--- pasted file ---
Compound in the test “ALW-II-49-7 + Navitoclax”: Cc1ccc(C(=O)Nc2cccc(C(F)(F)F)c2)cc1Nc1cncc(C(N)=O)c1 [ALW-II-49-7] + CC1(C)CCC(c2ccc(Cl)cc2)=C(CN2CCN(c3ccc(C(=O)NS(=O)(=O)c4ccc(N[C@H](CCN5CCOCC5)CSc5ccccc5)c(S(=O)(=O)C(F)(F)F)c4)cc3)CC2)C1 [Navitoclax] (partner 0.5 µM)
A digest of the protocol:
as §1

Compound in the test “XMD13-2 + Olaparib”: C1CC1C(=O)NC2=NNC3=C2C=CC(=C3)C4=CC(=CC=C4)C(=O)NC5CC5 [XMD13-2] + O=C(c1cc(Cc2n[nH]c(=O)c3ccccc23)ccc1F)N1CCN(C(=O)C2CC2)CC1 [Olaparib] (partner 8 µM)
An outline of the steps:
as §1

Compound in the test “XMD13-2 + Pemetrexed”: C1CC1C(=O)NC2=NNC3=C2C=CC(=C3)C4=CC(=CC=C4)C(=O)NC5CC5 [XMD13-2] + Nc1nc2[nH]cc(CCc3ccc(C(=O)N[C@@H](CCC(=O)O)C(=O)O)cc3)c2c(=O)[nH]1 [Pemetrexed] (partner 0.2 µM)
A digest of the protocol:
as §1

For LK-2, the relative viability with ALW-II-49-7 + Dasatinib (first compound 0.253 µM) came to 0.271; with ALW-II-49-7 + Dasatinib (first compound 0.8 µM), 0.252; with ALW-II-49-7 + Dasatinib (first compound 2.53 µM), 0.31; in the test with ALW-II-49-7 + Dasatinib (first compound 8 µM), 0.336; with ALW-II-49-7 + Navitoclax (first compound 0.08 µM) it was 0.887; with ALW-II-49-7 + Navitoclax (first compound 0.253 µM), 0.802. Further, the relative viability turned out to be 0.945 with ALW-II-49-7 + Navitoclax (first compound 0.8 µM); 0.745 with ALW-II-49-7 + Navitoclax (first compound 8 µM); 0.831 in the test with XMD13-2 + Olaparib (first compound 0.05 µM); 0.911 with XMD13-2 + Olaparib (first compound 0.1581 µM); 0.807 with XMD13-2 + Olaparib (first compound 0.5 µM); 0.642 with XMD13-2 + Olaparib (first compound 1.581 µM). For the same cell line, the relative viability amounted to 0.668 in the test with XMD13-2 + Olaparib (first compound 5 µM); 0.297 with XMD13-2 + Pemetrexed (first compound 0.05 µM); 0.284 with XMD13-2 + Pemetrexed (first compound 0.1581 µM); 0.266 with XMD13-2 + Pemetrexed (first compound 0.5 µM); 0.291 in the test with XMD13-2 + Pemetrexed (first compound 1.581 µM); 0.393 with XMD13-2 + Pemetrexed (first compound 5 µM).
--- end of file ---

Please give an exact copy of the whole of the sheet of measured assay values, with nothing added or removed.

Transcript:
Compound in the test “ALW-II-49-7 + Navitoclax”: Cc1ccc(C(=O)Nc2cccc(C(F)(F)F)c2)cc1Nc1cncc(C(N)=O)c1 [ALW-II-49-7] + CC1(C)CCC(c2ccc(Cl)cc2)=C(CN2CCN(c3ccc(C(=O)NS(=O)(=O)c4ccc(N[C@H](CCN5CCOCC5)CSc5ccccc5)c(S(=O)(=O)C(F)(F)F)c4)cc3)CC2)C1 [Navitoclax] (partner 0.5 µM)
A digest of the protocol:
as §1

Compound in the test “XMD13-2 + Olaparib”: C1CC1C(=O)NC2=NNC3=C2C=CC(=C3)C4=CC(=CC=C4)C(=O)NC5CC5 [XMD13-2] + O=C(c1cc(Cc2n[nH]c(=O)c3ccccc23)ccc1F)N1CCN(C(=O)C2CC2)CC1 [Olaparib] (partner 8 µM)
An outline of the steps:
as §1

Compound in the test “XMD13-2 + Pemetrexed”: C1CC1C(=O)NC2=NNC3=C2C=CC(=C3)C4=CC(=CC=C4)C(=O)NC5CC5 [XMD13-2] + Nc1nc2[nH]cc(CCc3ccc(C(=O)N[C@@H](CCC(=O)O)C(=O)O)cc3)c2c(=O)[nH]1 [Pemetrexed] (partner 0.2 µM)
A digest of the protocol:
as §1

For LK-2, the relative viability with ALW-II-49-7 + Dasatinib (first compound 0.253 µM) came to 0.271; with ALW-II-49-7 + Dasatinib (first compound 0.8 µM), 0.252; with ALW-II-49-7 + Dasatinib (first compound 2.53 µM), 0.31; in the test with ALW-II-49-7 + Dasatinib (first compound 8 µM), 0.336; with ALW-II-49-7 + Navitoclax (first compound 0.08 µM) it was 0.887; with ALW-II-49-7 + Navitoclax (first compound 0.253 µM), 0.802. Further, the relative viability turned out to be 0.945 with ALW-II-49-7 + Navitoclax (first compound 0.8 µM); 0.745 with ALW-II-49-7 + Navitoclax (first compound 8 µM); 0.831 in the test with XMD13-2 + Olaparib (first compound 0.05 µM); 0.911 with XMD13-2 + Olaparib (first compound 0.1581 µM); 0.807 with XMD13-2 + Olaparib (first compound 0.5 µM); 0.642 with XMD13-2 + Olaparib (first compound 1.581 µM). For the same cell line, the relative viability amounted to 0.668 in the test with XMD13-2 + Olaparib (first compound 5 µM); 0.297 with XMD13-2 + Pemetrexed (first compound 0.05 µM); 0.284 with XMD13-2 + Pemetrexed (first compound 0.1581 µM); 0.266 with XMD13-2 + Pemetrexed (first compound 0.5 µM); 0.291 in the test with XMD13-2 + Pemetrexed (first compound 1.581 µM); 0.393 with XMD13-2 + Pemetrexed (first compound 5 µM).